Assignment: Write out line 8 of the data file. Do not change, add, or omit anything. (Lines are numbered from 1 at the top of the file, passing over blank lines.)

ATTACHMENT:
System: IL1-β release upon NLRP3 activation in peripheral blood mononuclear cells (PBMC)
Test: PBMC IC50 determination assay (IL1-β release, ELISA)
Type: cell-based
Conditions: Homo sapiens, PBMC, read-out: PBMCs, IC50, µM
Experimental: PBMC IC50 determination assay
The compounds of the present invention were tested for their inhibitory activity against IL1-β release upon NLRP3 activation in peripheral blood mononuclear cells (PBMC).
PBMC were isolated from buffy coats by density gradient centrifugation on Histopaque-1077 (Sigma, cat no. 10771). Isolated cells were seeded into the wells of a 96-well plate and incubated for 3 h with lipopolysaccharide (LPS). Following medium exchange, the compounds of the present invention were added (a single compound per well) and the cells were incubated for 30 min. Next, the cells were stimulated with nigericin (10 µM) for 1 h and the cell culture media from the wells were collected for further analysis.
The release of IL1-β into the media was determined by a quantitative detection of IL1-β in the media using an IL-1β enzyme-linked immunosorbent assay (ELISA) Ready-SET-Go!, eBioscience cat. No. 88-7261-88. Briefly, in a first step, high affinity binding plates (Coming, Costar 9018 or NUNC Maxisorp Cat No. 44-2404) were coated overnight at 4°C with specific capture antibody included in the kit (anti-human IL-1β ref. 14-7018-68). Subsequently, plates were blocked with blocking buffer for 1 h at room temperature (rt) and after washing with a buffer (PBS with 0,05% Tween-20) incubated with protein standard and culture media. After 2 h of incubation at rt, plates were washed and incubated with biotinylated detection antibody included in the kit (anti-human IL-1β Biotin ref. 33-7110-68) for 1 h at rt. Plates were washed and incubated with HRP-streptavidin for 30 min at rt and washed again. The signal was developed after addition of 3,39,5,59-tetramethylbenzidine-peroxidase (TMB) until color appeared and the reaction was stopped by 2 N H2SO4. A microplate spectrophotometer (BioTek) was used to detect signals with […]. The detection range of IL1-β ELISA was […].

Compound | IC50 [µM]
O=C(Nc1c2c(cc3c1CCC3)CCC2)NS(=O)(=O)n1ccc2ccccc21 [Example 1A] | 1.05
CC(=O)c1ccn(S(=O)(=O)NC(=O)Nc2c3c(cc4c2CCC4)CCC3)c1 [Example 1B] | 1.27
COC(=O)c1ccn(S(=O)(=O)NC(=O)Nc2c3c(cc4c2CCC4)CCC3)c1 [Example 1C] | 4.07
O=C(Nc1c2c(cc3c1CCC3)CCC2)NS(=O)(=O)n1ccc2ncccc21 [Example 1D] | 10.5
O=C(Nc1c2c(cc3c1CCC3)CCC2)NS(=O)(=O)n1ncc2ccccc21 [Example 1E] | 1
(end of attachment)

The release of IL1-β into the media was determined by a quantitative detection of IL1-β in the media using an IL-1β enzyme-linked immunosorbent assay (ELISA) Ready-SET-Go!, eBioscience cat. No. 88-7261-88. Briefly, in a first step, high affinity binding plates (Coming, Costar 9018 or NUNC Maxisorp Cat No. 44-2404) were coated overnight at 4°C with specific capture antibody included in the kit (anti-human IL-1β ref. 14-7018-68). Subsequently, plates were blocked with blocking buffer for 1 h at room temperature (rt) and after washing with a buffer (PBS with 0,05% Tween-20) incubated with protein standard and culture media. After 2 h of incubation at rt, plates were washed and incubated with biotinylated detection antibody included in the kit (anti-human IL-1β Biotin ref. 33-7110-68) for 1 h at rt. Plates were washed and incubated with HRP-streptavidin for 30 min at rt and washed again. The signal was developed after addition of 3,39,5,59-tetramethylbenzidine-peroxidase (TMB) until color appeared and the reaction was stopped by 2 N H2SO4. A microplate spectrophotometer (BioTek) was used to detect signals with […]. The detection range of IL1-β ELISA was […].